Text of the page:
Back in March, I warned that if China and Russia successfully replaced the dollar in world trade, the U.S. economy would head straight into a major fiscal crisis. My scenario was met with shaking heads and frowning faces. De-dollarization can’t happen, I was told.
Well, China just took a big step to make it happen.
The U.S. dollar has served as the international reserve currency since the end of World War II. Its role was established partly by the Marshall Plan that rebuilt Europe, partly with the so-called Bretton Woods system for exchange-rate management. In the 1970s, the dollar strengthened its position even more, when the petrodollar became the default denomination system for oil trade.
Today, the dollar accounts for almost 60% of foreign exchange reserves held by central banks around the world. Given China’s new move, that is about to change.
The dollar will not be dethroned overnight—nothing ever happens overnight in economics—but it will happen faster than most of the world’s political leaders realize.
And it will have a big impact on the economies of both Europe and America.
Back in March, I did not give any timeline in my de-dollarization analysis, noting that it is impossible to predict its timing with even a moderate sense of probability. The reason is simple: the modern world does not have enough experience with shifting global reserve currencies.
In other words, any analysis of what is to come will be hypothetical by nature. When facing a new situation, when we have no historic data to guide us, we have to rely on economic and political theory, as well as deductive analysis.
What follows, therefore, is not meant as a forecast of a de-dollarization event. Its purpose is to explain the economic mechanics involved, and what information we need to track in order to understand just how big of a threat de-dollarization actually is.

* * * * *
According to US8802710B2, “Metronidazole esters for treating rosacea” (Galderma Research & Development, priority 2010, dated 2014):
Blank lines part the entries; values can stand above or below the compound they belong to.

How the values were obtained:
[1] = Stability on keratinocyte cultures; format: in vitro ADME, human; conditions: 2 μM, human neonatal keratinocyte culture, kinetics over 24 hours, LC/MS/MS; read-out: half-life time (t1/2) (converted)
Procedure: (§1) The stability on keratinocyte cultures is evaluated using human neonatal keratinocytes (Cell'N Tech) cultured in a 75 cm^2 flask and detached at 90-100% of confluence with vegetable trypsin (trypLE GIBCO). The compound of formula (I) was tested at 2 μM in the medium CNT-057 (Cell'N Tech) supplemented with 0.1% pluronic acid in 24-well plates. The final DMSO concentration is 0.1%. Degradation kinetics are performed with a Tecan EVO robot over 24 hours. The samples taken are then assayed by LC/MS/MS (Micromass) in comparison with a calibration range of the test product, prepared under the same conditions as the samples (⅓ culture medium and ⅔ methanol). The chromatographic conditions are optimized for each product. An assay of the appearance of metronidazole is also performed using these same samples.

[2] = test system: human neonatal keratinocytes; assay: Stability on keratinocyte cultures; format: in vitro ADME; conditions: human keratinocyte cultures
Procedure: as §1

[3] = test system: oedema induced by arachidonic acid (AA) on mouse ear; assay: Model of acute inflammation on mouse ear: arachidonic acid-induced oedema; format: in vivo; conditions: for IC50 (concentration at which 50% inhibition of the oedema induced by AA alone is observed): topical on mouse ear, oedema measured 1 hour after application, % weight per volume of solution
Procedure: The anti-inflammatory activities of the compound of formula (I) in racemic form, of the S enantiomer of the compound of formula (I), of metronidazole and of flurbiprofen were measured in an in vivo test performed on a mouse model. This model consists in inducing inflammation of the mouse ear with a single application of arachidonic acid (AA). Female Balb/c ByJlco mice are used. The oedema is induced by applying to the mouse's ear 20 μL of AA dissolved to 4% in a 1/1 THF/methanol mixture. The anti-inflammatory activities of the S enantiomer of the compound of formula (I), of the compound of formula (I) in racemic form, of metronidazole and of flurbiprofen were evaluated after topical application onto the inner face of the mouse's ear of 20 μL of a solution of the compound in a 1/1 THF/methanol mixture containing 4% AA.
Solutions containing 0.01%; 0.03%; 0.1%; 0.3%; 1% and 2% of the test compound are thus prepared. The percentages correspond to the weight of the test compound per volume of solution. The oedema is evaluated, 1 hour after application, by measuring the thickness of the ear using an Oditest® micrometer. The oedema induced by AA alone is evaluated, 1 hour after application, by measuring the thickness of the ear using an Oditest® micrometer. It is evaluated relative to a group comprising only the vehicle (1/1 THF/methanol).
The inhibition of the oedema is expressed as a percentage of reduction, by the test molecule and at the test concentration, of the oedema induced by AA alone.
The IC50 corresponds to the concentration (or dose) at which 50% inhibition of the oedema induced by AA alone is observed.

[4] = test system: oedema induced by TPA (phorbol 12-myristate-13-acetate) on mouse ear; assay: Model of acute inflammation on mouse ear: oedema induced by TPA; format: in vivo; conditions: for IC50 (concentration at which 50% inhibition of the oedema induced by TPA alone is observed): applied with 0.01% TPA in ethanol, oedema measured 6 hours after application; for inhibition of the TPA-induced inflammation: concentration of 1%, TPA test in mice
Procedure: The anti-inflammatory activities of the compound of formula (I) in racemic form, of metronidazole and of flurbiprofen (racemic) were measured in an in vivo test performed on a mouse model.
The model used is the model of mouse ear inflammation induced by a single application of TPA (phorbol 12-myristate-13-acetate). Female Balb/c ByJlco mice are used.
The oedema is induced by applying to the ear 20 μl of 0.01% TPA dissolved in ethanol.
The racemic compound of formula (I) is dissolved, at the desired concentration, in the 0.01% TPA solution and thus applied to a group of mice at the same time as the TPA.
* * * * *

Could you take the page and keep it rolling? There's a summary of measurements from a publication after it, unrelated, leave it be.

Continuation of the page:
With that said, let’s see what the Chinese just did, and what its consequences may be.
Beijing creates global currency reserve
On June 25th, the Bank for International Settlements reported the creation of the so-called Renminbi Liquidity Arrangement, the RLA,
which has been developed with the People’s Bank of China (PBC), to provide liquidity to central banks through a new reserve pooling scheme. The [RLA] aims to provide liquidity support and can be utilised by participating central banks during future periods of market volatility.
Initially, six countries will participate: Chile, China, Hong Kong, Indonesia, Malaysia and Singapore. Their central banks will contribute a “membership fee” of at least RMB 15bn.
According to the South China Morning Post, the goal of the RLA is to create a financial infrastructure that “will help loosen the grip of dollar hegemony” on international trade and financial transactions. The RLA will provide liquidity security for participating central banks; the security of the system will ultimately be anchored by China, which means that its yuan (or renminbi on the international scene) will be the reserve currency of the system.
The system is not exclusively based on the yuan; participating central banks may make dollar deposits. However, since China is by far the largest economy in the system, as well as its anchor, there will be a lot more yuan in the liquidity reserve than there will be dollars. Anyone asking for a liquidity loan in dollars may come up short; ask for a loan in the Chinese currency, however, and there will be enough liquidity to provide it.
China has made an intelligent move by anchoring its system in the yuan. It incentivizes a tectonic shift in central-bank reserves in the same direction. Suppose, e.g., that the central bank of Chile runs low on foreign-currency reserves. The bank takes out a yuan-denominated loan through the RLA and is now able to continue clearing foreign transactions.
To see what happens next, let us quickly review the three ways that foreign currencies are used in an economy:
- As a store of value;
- As a means of exchange, in other words to pay for imports and exports or to clear financial transactions; and